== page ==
Alleged Shabaab operative charged with plotting 9/11-style hijacking

Shabaab openly celebrates the 9/11 hijackings.

The Department of Justice (DOJ) announced yesterday that Cholo Abdi Abdullah, a 30-year-old Kenyan national, has been charged with plotting a 9/11-style attack inside the U.S. Abdullah allegedly served as an “operative” for Shabaab, al Qaeda’s branch in East Africa.

According to the indictment filed in the case, a Shabaab commander who is responsible for at least one terrorist attack in Kenya directed Abdullah to pursue the hijacking plot.

Abdullah traveled to the Philippines, where he took flight lessons and researched how to take control of an airliner, with the goal of crashing it into a large building inside the U.S.

Abdullah was arrested in the Philippines in July 2019. He was eventually transferred to U.S. custody on Dec. 15 and charged with several terror-related offenses.

Officials cited in the DOJ’s announcement credit the FBI’s New York Joint Terrorism Task Force (JTTF), which includes FBI agents and New York Police Department (NYPD) detectives, as well as partner law enforcement agencies elsewhere and others, with detecting the plot.   

Plot was allegedly initiated in 2016

According to the indictment, Abdullah “began the process of enrolling in” a flight school in the Philippines “in or about December 2016.” He allegedly did so “at the direction of” the same “senior” Shabaab commander who oversaw a January 2019 hotel attack in Nairobi. Abdullah “sought to obtain pilot training, test flaws in airport security, and take other steps for hijacking a civil aircraft to use in conducting a terrorist attack on behalf of” Shabaab.

Abdullah attended the flight school from 2017 until mid-2019. Before his arrest, Abdullah completed “the tests necessary to obtain his pilot’s license.” While learning how to become a pilot, he researched “how to breach a cockpit door from the outside” and researched “information about the tallest building in a major U.S. city,” as well as how to obtain an American visa.

The indictment includes a reference to “others known and unknown, at least one of whom is expected to be first brought to and arrested in the Southern District of New York,” who were part of the conspiracy. That language may be a reference to another Shabaab operative who was reportedly arrested in Africa while learning to fly.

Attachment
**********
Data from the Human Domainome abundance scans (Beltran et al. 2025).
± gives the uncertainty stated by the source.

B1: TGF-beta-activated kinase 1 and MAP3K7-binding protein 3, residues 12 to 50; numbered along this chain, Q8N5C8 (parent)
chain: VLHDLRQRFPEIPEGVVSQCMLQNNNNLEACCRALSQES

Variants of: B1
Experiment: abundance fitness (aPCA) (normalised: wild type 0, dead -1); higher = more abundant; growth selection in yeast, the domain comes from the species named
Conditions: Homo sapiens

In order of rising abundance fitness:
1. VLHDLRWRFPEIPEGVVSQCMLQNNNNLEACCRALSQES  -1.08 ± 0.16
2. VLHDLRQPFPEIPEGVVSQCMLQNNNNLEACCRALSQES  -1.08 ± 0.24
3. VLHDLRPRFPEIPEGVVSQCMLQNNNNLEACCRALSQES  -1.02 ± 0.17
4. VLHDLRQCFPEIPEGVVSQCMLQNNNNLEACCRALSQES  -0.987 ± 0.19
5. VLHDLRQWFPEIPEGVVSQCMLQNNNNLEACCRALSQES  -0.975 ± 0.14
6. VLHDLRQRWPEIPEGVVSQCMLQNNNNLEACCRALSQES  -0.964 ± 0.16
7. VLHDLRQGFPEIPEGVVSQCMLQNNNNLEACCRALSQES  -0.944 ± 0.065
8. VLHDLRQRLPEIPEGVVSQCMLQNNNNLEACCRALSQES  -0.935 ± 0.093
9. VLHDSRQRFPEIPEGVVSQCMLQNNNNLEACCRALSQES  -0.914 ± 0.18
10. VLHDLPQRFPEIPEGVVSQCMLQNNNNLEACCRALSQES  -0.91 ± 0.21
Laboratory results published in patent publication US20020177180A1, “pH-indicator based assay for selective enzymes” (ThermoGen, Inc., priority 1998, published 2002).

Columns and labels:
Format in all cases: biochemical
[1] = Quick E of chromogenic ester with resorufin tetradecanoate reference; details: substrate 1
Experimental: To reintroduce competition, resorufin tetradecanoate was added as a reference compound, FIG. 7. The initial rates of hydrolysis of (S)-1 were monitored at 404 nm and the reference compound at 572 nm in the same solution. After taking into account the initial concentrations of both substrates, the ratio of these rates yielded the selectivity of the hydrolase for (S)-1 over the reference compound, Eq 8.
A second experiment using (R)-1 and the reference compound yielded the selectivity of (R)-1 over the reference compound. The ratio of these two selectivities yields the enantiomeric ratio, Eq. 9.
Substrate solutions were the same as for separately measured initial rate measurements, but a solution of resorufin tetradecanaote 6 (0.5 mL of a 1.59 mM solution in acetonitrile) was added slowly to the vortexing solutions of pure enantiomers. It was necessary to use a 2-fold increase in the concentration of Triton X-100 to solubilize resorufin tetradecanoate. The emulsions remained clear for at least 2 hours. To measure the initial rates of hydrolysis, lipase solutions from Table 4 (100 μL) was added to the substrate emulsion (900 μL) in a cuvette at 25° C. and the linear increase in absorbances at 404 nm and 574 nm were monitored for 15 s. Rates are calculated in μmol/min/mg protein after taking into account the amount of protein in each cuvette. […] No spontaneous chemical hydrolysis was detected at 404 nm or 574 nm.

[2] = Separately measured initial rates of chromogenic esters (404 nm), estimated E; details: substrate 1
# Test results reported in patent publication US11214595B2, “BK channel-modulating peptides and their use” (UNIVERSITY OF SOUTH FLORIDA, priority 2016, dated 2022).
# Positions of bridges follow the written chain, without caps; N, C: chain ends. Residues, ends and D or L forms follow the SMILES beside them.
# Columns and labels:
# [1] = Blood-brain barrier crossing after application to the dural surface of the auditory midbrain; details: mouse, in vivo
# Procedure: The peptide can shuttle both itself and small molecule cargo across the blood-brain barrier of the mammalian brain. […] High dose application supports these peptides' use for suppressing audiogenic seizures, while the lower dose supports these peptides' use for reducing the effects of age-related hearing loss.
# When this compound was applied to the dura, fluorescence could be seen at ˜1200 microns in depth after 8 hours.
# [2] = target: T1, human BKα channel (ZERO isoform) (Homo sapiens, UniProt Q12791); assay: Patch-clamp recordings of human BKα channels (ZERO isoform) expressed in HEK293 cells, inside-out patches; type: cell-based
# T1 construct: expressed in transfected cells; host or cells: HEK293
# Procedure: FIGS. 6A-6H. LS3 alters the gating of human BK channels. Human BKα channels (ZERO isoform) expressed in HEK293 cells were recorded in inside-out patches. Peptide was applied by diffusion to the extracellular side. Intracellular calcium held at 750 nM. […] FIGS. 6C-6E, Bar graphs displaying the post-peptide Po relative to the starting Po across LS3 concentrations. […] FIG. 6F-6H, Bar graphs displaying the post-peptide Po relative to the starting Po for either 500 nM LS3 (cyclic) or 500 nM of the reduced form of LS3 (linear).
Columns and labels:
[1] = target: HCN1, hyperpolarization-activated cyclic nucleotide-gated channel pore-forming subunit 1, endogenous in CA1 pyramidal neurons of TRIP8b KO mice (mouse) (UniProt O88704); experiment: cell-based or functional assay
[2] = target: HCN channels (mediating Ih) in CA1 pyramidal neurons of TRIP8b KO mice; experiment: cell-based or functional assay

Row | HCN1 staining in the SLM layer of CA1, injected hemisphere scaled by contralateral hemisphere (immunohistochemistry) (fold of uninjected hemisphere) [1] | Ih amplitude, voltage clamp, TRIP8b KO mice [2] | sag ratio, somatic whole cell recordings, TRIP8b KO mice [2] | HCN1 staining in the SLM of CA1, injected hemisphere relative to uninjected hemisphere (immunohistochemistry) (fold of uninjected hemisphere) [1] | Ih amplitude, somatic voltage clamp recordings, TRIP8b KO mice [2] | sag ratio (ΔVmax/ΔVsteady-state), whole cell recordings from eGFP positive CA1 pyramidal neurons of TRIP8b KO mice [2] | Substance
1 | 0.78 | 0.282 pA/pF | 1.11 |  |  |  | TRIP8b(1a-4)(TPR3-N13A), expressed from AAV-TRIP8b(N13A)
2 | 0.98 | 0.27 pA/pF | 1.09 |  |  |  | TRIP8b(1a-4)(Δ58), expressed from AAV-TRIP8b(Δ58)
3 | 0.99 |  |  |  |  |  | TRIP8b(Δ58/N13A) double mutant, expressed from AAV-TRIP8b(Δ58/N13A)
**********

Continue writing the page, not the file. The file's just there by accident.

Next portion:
Any plot modeled after the 9/11 hijackings would likely involve one or more teams of hijackers, but the charges do not specify how many al Qaeda operatives were selected to take part.

Shabaab’s “Operation Jerusalem Will Never Be Judaized”

Prosecutors connect the 9/11-style plot to Shabaab’s “Operation Jerusalem Will Never be Judaized.” The Shabaab commander who allegedly directed Abdullah to pursue the hijacking also oversaw the Jan. 15, 2019 terrorist attack on a hotel complex in Nairobi, Kenya. Twenty-one people were killed in that attack, which targeted citizens of Western countries. One of the victims previously survived both the 1993 World Trade Center bombing and the 9/11 hijackings.

The day after that Jan. 2019 attack in Nairobi, Shabaab released a statement saying it “carried out this operation – codenamed Operation ‘Jerusalem will Never be Judaized’ – in accordance with the guidelines of Sheikh Ayman al-Zawahiri,” who called on al Qaeda’s global membership to target “western and Zionist interests worldwide and in support of our Muslim families in Palestine.” [See FDD’s Long War Journal report: Shabaab says Nairobi attack carried out in accordance with Zawahiri’s guidelines.]